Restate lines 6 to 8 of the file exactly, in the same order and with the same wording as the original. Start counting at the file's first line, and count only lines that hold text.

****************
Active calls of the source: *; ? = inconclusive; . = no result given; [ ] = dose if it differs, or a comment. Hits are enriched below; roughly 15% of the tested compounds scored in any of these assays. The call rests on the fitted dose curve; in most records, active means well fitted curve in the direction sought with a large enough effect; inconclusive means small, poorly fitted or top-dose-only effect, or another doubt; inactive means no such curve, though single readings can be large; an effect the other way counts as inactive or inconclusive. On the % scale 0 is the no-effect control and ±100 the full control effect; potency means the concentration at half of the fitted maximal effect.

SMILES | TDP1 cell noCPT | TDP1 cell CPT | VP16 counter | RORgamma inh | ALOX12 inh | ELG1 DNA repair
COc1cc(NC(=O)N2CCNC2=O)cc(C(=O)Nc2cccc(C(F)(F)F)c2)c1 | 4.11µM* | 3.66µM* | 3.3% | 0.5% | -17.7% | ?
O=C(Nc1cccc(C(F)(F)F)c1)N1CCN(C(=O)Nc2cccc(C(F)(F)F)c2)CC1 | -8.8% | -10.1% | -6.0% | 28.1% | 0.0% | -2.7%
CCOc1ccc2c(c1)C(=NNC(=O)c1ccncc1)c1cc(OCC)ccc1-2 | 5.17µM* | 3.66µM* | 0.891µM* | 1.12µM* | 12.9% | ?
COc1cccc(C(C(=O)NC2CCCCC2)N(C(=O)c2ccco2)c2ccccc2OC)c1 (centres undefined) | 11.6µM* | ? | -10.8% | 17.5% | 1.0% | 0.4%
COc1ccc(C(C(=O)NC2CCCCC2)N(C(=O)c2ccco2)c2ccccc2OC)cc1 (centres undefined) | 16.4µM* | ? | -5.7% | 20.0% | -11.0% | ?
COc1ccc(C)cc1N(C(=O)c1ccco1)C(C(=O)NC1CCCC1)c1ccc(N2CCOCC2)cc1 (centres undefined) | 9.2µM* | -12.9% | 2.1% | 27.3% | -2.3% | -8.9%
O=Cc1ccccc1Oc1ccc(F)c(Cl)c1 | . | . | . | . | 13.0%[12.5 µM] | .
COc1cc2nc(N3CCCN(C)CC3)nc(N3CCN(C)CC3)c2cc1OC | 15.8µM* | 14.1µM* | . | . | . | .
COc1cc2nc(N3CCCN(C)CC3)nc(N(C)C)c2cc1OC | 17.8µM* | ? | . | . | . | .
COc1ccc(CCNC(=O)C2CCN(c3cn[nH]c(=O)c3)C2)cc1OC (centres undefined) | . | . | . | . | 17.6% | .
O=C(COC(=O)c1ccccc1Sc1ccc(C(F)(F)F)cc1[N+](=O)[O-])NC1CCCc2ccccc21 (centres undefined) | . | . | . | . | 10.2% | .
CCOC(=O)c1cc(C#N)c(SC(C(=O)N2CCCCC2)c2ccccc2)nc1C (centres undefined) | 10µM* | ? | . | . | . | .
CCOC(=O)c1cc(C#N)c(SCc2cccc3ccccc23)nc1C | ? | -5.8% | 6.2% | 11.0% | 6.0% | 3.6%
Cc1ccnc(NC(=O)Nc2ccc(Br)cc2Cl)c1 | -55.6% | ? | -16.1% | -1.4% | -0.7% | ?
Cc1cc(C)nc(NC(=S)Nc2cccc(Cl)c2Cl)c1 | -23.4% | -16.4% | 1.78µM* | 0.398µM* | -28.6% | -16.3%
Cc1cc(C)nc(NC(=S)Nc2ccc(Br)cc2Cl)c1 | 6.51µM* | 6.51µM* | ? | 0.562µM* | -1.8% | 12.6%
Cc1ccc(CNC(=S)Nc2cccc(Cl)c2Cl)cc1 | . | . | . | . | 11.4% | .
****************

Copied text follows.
COc1cccc(C(C(=O)NC2CCCCC2)N(C(=O)c2ccco2)c2ccccc2OC)c1 (centres undefined) | 11.6µM* | ? | -10.8% | 17.5% | 1.0% | 0.4%
COc1ccc(C(C(=O)NC2CCCCC2)N(C(=O)c2ccco2)c2ccccc2OC)cc1 (centres undefined) | 16.4µM* | ? | -5.7% | 20.0% | -11.0% | ?
COc1ccc(C)cc1N(C(=O)c1ccco1)C(C(=O)NC1CCCC1)c1ccc(N2CCOCC2)cc1 (centres undefined) | 9.2µM* | -12.9% | 2.1% | 27.3% | -2.3% | -8.9%